Rachel Herz’s research has shown how odor-evoked memory is emotionally unique and evocative compared to other memory experiences, how emotional associations can change odor perception, and how odors can be conditioned to emotions and subsequently influence motivated behavior. Her work also addresses how language and context alter olfactory perception, the role of body-odor and fragrance in heterosexual attraction, and mechanisms involved in scent-marketing.
She is a world leading expert in the psychological science of smell. She has been conducting research on the sense of smell since 1990, has published more than 66 original research papers, contributed numerous chapters to college textbooks and academic anthologies, received a variety of awards and grants, and teaches at Brown University in the Department of Cognitive, Linguistic, and Psychological Sciences. Herz also consults for the world’s foremost fragrance and flavor companies, and is frequently called upon as an expert witness in cases involving the sense of smell.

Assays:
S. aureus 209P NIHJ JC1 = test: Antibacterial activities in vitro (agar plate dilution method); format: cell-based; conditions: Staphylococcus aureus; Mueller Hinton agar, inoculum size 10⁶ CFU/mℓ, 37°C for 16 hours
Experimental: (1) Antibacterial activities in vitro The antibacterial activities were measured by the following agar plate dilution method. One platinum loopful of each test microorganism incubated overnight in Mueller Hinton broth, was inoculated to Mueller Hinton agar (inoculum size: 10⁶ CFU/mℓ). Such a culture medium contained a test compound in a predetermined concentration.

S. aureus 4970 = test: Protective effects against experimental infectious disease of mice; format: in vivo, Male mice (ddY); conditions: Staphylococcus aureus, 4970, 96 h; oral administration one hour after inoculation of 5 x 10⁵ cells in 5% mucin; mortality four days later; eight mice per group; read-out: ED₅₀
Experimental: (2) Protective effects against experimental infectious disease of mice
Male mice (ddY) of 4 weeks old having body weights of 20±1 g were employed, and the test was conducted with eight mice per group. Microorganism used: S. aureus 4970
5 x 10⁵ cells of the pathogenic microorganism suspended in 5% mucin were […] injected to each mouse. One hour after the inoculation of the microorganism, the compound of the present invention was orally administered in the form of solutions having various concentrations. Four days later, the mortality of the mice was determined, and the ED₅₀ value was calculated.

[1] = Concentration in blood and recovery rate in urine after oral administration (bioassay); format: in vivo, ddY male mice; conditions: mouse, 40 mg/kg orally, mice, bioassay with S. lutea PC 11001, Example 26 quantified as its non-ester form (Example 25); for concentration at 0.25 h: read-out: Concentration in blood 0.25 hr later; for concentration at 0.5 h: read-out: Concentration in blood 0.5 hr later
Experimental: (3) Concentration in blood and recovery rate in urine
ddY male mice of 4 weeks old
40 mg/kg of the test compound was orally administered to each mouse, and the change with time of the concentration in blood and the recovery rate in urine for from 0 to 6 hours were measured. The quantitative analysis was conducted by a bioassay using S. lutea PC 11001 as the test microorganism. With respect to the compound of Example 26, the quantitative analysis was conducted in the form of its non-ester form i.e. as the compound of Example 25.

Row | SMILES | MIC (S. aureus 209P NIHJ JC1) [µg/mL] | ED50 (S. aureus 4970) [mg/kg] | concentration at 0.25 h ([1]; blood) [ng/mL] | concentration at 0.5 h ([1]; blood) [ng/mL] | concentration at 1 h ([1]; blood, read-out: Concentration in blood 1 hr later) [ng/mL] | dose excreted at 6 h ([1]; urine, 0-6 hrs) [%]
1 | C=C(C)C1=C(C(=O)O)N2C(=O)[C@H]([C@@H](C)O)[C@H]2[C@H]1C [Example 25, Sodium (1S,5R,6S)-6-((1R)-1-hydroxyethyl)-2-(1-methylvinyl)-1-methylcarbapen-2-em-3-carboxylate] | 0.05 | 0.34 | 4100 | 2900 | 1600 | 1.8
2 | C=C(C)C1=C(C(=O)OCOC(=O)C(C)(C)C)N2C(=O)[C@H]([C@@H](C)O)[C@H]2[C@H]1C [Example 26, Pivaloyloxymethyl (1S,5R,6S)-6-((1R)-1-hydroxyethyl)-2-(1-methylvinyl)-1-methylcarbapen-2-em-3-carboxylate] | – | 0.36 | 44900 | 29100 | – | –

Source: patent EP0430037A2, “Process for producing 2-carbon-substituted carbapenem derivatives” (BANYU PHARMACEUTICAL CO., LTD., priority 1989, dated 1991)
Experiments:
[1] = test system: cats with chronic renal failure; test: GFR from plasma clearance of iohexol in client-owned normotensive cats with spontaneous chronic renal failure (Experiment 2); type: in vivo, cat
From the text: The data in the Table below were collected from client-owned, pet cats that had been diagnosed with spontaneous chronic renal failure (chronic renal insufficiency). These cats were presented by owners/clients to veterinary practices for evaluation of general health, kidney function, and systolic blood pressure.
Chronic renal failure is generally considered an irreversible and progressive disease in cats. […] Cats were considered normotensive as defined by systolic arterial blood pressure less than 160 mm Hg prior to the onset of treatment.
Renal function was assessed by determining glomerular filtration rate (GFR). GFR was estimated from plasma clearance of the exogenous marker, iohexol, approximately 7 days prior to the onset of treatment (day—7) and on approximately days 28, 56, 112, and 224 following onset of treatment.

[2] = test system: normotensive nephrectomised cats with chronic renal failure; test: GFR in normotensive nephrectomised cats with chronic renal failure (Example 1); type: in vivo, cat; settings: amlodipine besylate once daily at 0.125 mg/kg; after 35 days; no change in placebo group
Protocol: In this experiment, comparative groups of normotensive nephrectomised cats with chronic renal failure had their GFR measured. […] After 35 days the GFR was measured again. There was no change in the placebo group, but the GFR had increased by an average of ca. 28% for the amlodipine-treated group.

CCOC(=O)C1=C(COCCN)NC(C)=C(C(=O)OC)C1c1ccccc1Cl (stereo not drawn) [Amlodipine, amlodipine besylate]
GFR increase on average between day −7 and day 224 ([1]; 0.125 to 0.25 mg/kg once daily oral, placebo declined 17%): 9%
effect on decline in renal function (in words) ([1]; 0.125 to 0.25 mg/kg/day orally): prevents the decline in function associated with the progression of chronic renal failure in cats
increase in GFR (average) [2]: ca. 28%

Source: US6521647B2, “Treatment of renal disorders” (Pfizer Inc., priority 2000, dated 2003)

She has written two popular science books: The Scent of Desire: Discovering Our Enigmatic Sense of Smell which was selected as a finalist for the 2009 AAAS Prize for Excellence in Science Books, and That’s Disgusting: Unraveling the Mysteries of Repulsion which has received numerous accolades and analyzes the emotion of disgust from culture to neuroscience. Herz is currently working on a new book exploring our psychology and passion for food.